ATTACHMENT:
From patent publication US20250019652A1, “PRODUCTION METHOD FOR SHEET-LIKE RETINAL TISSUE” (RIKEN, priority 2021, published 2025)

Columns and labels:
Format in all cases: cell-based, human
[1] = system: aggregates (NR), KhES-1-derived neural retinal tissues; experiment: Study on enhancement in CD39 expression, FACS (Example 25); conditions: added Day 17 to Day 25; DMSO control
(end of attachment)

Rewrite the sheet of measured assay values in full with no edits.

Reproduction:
From patent publication US20250019652A1, “PRODUCTION METHOD FOR SHEET-LIKE RETINAL TISSUE” (RIKEN, priority 2021, published 2025)

Columns and labels:
Format in all cases: cell-based, human
[1] = system: aggregates (NR), KhES-1-derived neural retinal tissues; experiment: Study on enhancement in CD39 expression, FACS (Example 25); conditions: added Day 17 to Day 25; DMSO control